The industrial complex is located in the south-western district of Kielce (former Białogon settlement is now included into the administrative borders of the city), by the route to Cracow. It was created based of the principle of comprehensive planning and completion of investments, applied in the 1st half of the 19th century. All spatial elements were subordinated to the principle of axial arrangement, with the system of access roads and the representative factory architectural complex at the entrance used as a framework; the water system was left aside, outside the boundaries of the complex. The main accent of the layout was constituted by a complex of factory buildings with a square in front of if, located on the side of the housing estate and shaped as a half of a decagon. The square gathered outlets of five radial streets opening to the gate of the factory yard. The main, widened street, built along the axis of the plant towards the east, connects the plant with the route Kielce-Cracow, and the street perpendicular to it separates the plant site from residential buildings also today. The factory complex was originally comprised of four separate pavilions encasing the factory square from three sides. The square was enclosed from the east by a gate flanked by two symmetrical gate-houses and auxiliary buildings. Of this historical buildings, whose symmetrical axial layout had been distorted as a result of continuous evolution of the production functions of the plant, only three main buildings (partially converted): the middle buildings of the former metalworks and forgery, and side buildings which were once rolling mills and a gate-house, were preserved until today. Built on rectangular plans and featuring variegated proportions, they were made of split stone, were one-storey, with gable roofs. They were originally plastered. The former metalworks were converted into a workshop hall, and later on into a warehouse (currently, it is not used), and the former rolling mills — into auxiliary buildings (currently used only partially). The water system is no longer discernible within the site, and neither the adjoining residential estate avoided substantial spatial and construction interference. The layout of streets has been preserved, but only some residential houses made it to our times, and even those were significantly transformed (mainly by extensions and modernisation of the façade). They were one-storey buildings, partially with basements, with half-hip roofs; built on a rectangular floor plan, featuring a two-bay layout, and originally intended for 2-4 families. Next to the residential houses, there were also supplementary facilities housing a school, offices, house of the management board — also currently converted and transformed into flats. In the north-eastern part of the square of the residential estate, there is a wooden church, founded in the early 20th century by L. Skibiński, the then lessee.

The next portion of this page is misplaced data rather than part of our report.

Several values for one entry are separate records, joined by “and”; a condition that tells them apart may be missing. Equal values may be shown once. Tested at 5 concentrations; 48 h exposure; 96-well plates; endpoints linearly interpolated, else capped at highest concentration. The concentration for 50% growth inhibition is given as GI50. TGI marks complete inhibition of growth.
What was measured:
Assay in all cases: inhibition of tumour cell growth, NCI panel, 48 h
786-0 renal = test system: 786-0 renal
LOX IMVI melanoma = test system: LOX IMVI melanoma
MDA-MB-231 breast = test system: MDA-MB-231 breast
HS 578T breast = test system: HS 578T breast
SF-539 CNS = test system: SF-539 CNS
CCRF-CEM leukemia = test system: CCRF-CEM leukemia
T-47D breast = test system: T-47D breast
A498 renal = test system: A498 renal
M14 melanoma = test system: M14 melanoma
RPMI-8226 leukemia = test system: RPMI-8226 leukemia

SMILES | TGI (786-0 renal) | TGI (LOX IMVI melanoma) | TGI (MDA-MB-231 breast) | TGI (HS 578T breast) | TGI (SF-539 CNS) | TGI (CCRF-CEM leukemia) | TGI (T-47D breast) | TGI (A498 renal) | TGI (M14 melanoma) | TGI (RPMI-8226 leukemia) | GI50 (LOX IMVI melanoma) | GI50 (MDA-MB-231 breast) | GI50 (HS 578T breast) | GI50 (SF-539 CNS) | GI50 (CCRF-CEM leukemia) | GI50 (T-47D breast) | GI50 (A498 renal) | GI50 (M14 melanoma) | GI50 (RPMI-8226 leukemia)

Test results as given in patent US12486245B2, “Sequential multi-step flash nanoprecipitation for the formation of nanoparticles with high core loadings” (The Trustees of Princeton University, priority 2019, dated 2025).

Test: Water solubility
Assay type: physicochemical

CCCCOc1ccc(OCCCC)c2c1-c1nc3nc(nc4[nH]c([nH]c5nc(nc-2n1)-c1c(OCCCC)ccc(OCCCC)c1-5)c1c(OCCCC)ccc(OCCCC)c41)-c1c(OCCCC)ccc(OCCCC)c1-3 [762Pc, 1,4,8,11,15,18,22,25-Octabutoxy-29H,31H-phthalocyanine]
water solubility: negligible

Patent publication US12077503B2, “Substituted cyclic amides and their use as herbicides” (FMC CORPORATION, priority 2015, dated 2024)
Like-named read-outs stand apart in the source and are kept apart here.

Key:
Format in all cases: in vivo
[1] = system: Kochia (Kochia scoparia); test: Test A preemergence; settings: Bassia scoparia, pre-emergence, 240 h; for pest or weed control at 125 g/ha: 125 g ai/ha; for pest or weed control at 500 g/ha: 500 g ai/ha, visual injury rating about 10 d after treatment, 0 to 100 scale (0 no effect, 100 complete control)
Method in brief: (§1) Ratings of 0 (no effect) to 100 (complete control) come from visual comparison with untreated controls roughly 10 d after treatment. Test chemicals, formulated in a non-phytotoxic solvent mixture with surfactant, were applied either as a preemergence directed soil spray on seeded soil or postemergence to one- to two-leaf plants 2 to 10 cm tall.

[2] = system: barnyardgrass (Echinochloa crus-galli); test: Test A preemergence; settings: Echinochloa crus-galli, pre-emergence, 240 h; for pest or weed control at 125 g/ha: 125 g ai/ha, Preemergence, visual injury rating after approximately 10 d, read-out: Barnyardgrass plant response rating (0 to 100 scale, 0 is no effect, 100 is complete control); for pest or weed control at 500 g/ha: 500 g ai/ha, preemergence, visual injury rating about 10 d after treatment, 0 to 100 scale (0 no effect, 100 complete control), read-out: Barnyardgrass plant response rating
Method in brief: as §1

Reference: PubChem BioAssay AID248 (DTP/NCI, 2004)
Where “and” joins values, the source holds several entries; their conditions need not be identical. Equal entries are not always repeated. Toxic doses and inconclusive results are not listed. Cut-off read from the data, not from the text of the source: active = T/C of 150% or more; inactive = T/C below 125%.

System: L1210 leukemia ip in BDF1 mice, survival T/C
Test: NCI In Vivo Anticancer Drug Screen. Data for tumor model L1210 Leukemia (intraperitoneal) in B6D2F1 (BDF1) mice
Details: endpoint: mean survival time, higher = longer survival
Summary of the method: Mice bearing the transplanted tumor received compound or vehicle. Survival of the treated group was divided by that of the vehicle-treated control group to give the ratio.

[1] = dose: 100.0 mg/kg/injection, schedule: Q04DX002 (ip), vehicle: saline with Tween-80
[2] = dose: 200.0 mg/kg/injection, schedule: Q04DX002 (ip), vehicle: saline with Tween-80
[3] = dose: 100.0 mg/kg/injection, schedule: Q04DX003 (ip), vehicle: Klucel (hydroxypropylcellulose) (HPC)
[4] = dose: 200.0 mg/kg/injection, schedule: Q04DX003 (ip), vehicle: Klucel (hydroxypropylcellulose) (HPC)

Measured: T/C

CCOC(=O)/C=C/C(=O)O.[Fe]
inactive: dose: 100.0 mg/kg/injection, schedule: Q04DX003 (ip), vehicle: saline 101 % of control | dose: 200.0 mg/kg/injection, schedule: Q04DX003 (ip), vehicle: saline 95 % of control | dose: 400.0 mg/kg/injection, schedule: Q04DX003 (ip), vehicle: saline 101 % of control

The site is fenced and available upon arrangement with the User; the area of the housing estate is generally accessible, the houses are owned by private owners
Compiled by Włodzimierz Pedrycz, Regional Branch of the National Heritage Board of Poland in Kielce, 02.12.2014.
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- Zieliński J., Staropolskie Zagłębie Przemysłowe, Wrocław-Warszawa-Kraków 1965.
Protection: Register of monuments
Inspire id: PL.1.9.ZIPOZ.NID_N_26_UU.37448